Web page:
Friends of the Dickens Forum,
As he explains, David Parker <[log in to unmask]> has published a
short piece on the subject raised by John Gordon: (pjm)
I believe Dickens uses "Our Pew at Church," the first illustration to
_David Copperfield_, to foreshadow events in the novel, and to enlarge
readers' understanding. Some Listers may remember my article about
this in the _Dickensian_ 88 (1992): 41-42. I take the view that the
figure right in the foreground, standing between the knight's tomb
and the pointed finial at the end of the pew, gazing towards Mr
Murdstone, is the adult David, revisiting the scenes of his early
childhood. Not everyone agrees with me, but the figure certainly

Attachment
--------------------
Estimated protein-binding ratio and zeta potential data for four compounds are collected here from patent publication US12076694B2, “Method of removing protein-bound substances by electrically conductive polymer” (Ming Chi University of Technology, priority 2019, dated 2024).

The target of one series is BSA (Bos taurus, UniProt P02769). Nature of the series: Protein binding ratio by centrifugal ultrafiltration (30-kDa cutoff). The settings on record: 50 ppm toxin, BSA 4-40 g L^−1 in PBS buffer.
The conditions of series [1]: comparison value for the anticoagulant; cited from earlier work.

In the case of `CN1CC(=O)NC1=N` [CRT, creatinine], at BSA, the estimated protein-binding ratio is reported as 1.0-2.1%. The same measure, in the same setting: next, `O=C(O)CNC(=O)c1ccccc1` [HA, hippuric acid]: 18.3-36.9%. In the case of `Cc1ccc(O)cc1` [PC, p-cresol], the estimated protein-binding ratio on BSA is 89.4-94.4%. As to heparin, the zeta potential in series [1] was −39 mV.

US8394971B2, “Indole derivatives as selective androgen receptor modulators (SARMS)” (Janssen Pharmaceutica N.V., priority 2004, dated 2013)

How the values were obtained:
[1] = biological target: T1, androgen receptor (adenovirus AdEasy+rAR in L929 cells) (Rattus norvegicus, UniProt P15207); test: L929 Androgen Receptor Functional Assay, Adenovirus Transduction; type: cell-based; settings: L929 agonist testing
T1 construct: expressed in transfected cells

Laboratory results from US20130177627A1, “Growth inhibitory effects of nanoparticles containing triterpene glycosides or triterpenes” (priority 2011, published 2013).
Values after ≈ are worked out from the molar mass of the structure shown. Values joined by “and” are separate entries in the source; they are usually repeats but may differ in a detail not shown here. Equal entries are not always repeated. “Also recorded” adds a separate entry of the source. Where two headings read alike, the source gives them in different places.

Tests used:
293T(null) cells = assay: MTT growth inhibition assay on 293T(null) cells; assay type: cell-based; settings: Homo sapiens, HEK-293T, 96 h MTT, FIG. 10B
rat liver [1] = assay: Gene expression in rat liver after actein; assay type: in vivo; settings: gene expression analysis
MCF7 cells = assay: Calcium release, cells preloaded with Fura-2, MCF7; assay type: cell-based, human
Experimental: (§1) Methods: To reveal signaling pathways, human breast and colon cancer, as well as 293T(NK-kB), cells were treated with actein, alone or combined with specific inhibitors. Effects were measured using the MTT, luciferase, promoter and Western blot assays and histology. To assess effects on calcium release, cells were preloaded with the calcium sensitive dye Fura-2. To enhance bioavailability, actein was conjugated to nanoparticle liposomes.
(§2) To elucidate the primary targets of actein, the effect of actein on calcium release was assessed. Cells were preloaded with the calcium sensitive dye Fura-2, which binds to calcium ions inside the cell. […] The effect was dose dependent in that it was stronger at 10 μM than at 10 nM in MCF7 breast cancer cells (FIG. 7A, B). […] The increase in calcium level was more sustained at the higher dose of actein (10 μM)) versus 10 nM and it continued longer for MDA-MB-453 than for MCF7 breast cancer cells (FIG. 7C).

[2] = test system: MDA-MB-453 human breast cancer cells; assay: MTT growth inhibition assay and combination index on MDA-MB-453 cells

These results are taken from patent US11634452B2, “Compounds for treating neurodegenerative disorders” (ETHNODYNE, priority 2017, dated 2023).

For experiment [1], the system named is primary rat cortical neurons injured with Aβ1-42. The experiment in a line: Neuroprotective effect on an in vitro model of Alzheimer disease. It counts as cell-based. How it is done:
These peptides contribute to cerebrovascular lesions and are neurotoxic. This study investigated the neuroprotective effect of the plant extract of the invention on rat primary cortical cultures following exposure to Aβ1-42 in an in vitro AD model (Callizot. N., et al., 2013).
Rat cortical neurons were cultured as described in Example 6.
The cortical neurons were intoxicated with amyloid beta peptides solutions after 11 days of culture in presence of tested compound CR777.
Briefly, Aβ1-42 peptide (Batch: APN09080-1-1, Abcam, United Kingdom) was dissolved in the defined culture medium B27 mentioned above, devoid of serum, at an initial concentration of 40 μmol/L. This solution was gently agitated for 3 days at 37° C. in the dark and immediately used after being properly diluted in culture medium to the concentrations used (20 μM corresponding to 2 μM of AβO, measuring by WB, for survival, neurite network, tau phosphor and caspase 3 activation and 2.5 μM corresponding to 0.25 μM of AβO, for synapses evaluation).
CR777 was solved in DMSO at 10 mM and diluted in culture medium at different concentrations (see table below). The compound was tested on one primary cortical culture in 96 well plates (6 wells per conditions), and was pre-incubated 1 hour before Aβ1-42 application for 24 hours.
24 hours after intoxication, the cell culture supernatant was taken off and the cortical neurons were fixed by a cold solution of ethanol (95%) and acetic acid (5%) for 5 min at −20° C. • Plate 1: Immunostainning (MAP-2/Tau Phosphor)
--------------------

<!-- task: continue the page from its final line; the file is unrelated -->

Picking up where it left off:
resembles the adult David as depicted by Phiz.
Here's Gordon's query:
In Chapter 31 of _Dombey and Son_ the narrator wonders aloud why
Carker and Florence have thoughts of "Good Mrs Brown." The accompanying
illustration, "Coming home from Church," shows Mrs Brown crouched in the
crowd through which they are passing. So that is the answer to the
question: they have thoughts of her because she's there. As far as I can
tell, without the illustration it would be unanswerable.
Does Dickens do anything of the same sort elsewhere? That is,
does he rely on his illustrator to fill lacunae in the narrative?